Toilet spirits: what are they, and also ... what? Depending on geography and time period, these bathroom beings have existed since way before indoor plumbing. Appearing in different forms in countries throughout the world, they range from helpful to harmful and, in some cases, can be quite horrifying. From the public stalls of Japan to the school bathrooms of South Africa, supernatural comedy podcast Ghoul on Ghoul rounds up a list of toilet spirits, ranked from practically friendly to most frightening.

Related: Spooky Isn't Seasonal: the Best of Scary Stories to Tell on the Pod

Phi Kee

Politeness is key. 

  • camera-icon
  • Photo Credit: Pinterest

In Thailand, if you want to use the toilet, you must consult with and ask permission from the Phi Kee, a ghost that apparently values politeness above all else. Those who pay the proper respect will have their bad luck flushed away along with their urine or excrement. If you don't ask, the bad luck sticks around, whether you flush or not.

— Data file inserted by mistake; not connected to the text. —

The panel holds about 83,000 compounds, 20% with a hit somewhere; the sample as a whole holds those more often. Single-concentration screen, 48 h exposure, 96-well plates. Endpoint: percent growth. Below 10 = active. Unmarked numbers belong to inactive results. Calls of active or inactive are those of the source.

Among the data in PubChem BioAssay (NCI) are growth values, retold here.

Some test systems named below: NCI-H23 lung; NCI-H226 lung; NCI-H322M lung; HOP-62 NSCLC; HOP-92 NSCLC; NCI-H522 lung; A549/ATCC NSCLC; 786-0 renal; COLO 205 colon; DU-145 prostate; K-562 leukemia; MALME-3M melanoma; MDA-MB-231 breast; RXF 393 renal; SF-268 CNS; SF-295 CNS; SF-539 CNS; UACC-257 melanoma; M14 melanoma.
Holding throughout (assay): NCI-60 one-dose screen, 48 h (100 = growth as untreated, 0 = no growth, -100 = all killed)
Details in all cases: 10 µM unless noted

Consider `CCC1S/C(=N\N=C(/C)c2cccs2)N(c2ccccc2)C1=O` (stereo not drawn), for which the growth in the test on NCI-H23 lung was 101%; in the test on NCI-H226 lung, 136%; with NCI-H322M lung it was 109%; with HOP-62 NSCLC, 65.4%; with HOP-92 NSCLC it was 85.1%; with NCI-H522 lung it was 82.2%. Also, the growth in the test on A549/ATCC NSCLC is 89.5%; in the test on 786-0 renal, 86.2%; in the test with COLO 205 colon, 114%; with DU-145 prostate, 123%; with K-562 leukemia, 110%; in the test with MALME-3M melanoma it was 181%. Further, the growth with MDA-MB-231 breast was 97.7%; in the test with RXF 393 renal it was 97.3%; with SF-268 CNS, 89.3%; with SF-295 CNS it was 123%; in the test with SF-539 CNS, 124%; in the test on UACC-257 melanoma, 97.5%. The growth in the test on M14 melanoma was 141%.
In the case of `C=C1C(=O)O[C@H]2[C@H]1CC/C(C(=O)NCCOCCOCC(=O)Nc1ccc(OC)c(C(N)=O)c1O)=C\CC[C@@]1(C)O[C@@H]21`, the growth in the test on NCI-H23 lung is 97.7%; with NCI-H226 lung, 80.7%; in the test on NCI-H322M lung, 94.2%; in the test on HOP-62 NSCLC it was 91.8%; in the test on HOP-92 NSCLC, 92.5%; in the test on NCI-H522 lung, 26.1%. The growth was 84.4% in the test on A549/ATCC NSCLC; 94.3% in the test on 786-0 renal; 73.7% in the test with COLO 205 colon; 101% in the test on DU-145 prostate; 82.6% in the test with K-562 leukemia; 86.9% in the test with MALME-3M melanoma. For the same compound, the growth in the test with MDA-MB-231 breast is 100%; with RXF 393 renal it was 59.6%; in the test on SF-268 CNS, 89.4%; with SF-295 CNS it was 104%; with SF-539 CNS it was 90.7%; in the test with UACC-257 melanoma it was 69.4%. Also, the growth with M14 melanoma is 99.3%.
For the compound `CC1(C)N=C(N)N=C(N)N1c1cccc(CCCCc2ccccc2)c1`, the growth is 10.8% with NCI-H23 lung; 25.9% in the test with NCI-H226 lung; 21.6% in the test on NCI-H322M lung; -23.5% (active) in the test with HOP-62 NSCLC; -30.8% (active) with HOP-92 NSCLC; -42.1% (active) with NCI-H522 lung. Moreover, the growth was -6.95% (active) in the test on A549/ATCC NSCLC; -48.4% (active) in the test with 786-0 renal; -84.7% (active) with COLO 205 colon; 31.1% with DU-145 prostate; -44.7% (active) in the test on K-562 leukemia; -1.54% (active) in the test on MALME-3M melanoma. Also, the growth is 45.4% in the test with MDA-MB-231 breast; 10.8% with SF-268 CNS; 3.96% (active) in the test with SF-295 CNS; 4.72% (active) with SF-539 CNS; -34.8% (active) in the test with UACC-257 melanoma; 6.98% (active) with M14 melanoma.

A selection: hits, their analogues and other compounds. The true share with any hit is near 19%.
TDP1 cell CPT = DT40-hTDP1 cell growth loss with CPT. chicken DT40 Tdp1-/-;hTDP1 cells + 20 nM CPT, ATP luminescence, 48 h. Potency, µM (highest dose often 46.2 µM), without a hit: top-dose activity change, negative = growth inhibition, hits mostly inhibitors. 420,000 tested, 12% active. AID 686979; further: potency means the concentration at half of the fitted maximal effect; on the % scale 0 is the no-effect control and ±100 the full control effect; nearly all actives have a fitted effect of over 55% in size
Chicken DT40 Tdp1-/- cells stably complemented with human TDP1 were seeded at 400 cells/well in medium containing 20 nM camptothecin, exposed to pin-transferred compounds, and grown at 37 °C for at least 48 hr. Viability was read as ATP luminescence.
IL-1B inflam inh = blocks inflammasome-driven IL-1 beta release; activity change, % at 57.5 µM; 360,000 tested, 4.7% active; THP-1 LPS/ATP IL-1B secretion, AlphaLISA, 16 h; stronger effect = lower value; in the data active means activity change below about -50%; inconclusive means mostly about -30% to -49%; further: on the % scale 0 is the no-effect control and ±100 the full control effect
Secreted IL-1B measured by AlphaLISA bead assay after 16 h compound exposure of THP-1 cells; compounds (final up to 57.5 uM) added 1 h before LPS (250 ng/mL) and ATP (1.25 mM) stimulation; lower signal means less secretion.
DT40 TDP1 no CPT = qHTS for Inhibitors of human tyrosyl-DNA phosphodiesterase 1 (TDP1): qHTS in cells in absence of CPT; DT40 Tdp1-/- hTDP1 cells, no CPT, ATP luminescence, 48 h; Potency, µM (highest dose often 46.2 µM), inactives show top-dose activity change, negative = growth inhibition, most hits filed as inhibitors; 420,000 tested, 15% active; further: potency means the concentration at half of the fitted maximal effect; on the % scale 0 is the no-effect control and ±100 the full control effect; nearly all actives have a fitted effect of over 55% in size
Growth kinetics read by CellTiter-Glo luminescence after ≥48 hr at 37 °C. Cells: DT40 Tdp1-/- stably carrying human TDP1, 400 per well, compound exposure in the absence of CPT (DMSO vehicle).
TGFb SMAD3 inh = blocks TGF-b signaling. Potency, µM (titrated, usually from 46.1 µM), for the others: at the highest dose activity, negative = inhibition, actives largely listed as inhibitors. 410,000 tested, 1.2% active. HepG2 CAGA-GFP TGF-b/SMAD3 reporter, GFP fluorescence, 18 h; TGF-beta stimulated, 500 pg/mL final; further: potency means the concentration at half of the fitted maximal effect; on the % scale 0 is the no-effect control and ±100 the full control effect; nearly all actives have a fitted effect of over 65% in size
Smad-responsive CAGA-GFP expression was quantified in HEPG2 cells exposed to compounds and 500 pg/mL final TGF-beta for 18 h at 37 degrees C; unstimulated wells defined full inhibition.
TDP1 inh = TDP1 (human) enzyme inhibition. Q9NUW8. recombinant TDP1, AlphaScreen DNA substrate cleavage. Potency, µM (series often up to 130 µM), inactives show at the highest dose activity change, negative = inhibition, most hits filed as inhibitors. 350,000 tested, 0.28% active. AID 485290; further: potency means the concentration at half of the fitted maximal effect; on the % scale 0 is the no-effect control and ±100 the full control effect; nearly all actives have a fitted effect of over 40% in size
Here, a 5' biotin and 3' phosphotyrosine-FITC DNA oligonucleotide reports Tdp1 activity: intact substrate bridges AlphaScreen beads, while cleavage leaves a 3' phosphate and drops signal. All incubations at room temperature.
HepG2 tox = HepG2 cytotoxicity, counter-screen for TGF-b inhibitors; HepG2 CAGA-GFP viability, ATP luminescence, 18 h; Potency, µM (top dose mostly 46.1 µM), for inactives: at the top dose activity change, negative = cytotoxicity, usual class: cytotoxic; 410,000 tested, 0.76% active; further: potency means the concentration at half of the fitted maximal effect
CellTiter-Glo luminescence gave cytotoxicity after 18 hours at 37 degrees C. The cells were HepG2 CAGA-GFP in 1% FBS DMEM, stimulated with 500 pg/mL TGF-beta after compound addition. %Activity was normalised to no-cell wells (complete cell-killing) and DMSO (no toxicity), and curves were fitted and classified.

A real poop head. 

  • camera-icon
  • Photo Credit: Dictionnaire Infernal. Paris: E. Plon, 1863. (Page 89. - public domain)

There are many other toilet spirits dating back to ancient times, including Belphegor, a Judeo-Christian demon known as one of the seven princes of Hell. Associated with laziness, Belphegor sits upon a toilet throne. It's believed he could be invoked while sitting on the toilet or by offering one’s own excrement to him so he can – you guessed it – eat it. Like any demon, Belphegor turns humans evil by appealing to their greed and hunger for power. He can take on the appearance of a typical demon, or appear as a beautiful temptress, which, what?


The restroom is the face of the household.

  • camera-icon
  • Photo Credit: Tumblr